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Super Mario (Gutierrez) - Return To Hastings


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428887_10151052726900549_131689653_n.jpg

(A picture I took of Mario on his last return to Hastings)

I'll be heading to the track today to watch, Mario, my favourite jockey...I've followed his career since he first hopped on a horse at Hastings and it's really nice to see that he's stayed connected to the track that "raised" him as their own.

He was on Global Morning News this morning and never will you find a more humble, down to Earth young man. He is the pride of Hastings and will always be welcomed like he's coming home.

Good luck to Mario...while he's a league above the rest and has furthered his racing career beyond the rails at Hastings, it's nice to see that he's still keeping his edge here....there's a little "in house" competition today to see who wins the most races amongst he and his former colleagues and he takes it all in like he's just one of the group. No superstar attitude to speak of.

Welcome home Mario! He is the pride of BC in the racing circuit.

The story seemed too good to be true and maybe that’s the problem.

It was.

A little over a year ago, Mario Gutierrez was everywhere and they couldn’t get enough of the kid from Hastings Racecourse with the fairy-tale backstory and two career-making rides aboard I’ll Have Another.

There were TV appearances and countless stories in the international press. There was a book deal in the works and talk of a movie about his life. His Q-rating was off the charts and while it had been a while since the horse-racing game has produced a superstar jockey, it looked like Gutierrez was auditioning for the part.

As mentioned, that was a little over a year ago.

But where do you go when you’ve made the impossible journey Gutierrez made? Where do you go when the big wins aren’t there and the world seems to have grown tired of your story? This year, there was no Derby win for Gutierrez, no magical storyline, and the perception is his 15 minutes of fame had already expired.

But that’s the perception. The reality, as is often the case in these matters, isn’t quite as bleak.

“It’s taught me a lot and it opened a lot of doors,” Gutierrez says from Southern California, shortly before flying to Vancouver for Monday’s running of the B.C. Cup at Hastings. “That was a great horse and it changed my life. But it’s hard to find a horse like that.

“I’ll just keep doing what I’m doing.”

And he’s been doing just fine.

Act 2 of the Gutierrez story doesn’t have quite the sizzle as the first act but there is still substance to it, even if it doesn’t have quite the same audience. Since rebounding from a slow start in 2013, he’s established himself as one of the leading riders on the California circuit, sitting eighth among jockeys at Del Mar near San Diego which is three spots behind Hall of Famer Gary Stevens. Gutierrez also sits 84th on the overall money list with $1.75 million in earnings this year.

Maybe it isn’t the stuff of legends but it’s been a solid season for a jockey who doesn’t turn 27 until September.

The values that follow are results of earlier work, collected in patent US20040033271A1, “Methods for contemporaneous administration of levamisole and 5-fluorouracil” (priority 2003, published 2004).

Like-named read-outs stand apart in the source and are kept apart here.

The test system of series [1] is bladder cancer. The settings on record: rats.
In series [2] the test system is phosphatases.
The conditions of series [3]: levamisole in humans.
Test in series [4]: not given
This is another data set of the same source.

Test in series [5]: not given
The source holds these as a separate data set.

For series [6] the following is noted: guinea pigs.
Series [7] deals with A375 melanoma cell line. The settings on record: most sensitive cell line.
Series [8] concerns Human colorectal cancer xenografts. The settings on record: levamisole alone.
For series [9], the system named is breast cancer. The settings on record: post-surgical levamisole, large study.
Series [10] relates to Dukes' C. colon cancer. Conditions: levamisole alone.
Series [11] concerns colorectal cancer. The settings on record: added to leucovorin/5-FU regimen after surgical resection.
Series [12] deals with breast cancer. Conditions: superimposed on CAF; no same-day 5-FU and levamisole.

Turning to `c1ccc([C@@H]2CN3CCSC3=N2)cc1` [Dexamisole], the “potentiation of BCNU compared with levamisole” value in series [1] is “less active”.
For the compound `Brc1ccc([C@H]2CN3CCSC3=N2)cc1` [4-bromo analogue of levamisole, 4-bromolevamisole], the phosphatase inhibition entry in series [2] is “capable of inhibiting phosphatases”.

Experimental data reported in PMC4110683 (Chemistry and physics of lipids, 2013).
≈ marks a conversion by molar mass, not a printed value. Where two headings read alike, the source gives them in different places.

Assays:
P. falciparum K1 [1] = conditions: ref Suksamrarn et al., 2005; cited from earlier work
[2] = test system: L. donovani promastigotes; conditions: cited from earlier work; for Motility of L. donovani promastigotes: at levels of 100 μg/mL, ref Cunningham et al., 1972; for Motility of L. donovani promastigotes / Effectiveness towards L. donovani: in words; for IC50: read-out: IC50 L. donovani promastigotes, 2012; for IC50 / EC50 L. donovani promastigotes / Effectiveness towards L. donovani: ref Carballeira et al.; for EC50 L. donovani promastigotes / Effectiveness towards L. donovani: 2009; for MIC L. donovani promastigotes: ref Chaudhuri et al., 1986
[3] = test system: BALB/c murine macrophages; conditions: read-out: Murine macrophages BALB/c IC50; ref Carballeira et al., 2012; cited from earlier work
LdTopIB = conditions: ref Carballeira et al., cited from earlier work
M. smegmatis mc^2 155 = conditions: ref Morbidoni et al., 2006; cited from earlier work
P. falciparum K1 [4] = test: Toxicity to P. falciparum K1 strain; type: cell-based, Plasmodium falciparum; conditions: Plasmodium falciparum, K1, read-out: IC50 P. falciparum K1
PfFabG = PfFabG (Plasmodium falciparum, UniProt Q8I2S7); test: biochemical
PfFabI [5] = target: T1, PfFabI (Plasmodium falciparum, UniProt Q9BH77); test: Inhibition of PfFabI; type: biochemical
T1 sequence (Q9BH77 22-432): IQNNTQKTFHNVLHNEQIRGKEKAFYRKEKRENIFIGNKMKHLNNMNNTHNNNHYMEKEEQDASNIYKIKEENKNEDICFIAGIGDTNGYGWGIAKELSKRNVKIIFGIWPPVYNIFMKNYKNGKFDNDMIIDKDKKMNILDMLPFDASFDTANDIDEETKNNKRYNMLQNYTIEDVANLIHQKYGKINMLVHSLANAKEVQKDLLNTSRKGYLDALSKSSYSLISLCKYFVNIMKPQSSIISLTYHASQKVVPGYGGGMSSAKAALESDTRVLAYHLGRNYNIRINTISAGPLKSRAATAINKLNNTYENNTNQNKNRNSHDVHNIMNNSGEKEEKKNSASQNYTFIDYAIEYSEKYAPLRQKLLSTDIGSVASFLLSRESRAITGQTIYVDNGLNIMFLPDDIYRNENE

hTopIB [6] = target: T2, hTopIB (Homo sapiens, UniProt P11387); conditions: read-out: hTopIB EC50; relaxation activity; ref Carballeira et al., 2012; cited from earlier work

“I’m happy,” Gutierrez says. “I’ve had some ups and downs but it’s been a good year.”

“He’s got better,” says Glen Todd, the Vancouver horseman who’s helped guide his career. “He’s more dedicated than ever and he’s turned into a real pro. He’s one of the top-10 jocks in North America. He’s where he should be.”

Todd, understand, isn’t the most objective source on this subject and there remains a deep connection between the veteran owner and the kid from Mexico. Todd gave Gutierrez his first break, putting him on horses in Vancouver when he was struggling to find rides. Gutierrez would eventually emerge as the top jockey at Hastings before migrating to California early in 2012 where his career arc intersected with I’ll Have Another.

Wins at the Kentucky Derby and The Preakness followed. But, with the horse and rider poised to become the first Triple Crown winner in 34 years, I’ll Have Another came down with tendonitis before the Belmont and was scratched.

I’ll Have Another was owned by another Canadian horseman, Windsor’s J. Paul Reddam and following the success of horse and rider, Gutierrez began touring like a rock star. The itinerant schedule also led to a series of uninspired performances before Gutierrez relocated to California where he splits his time among Hollywood Park, Santa Anita and Del Mar.

There his career has regained traction. There he’s found his purpose.

“People see I’m committed,” he says. “There are opportunities here for me.”

Still, Vancouver will always be considered home to Gutierrez and it says something about his commitment to Hastings, and to Todd, that he’s returning for the B.C. Cup. There, he’ll ride in five races which led to the following text exchange with his former boss.

Todd: “I’ve got you in (all) nine (races on Monday),”

Gutierrez: “That’s not funny.”

Gutierrez was also scheduled to ride four of Todd’s horses at Del Mar on Friday night and that raises an interesting possibility.

I’ll Have Another was originally sold for $13,000 before it turned into a super horse. It happened once. It might happen again and Todd was asked if putting Gutierrez on another champion would fulfil a dream of his.“You bet,” he says. “Nothing is impossible in this game. You just never know what can happen.”

He knows this to be true. So does Gutierrez.

© Copyright © The Province

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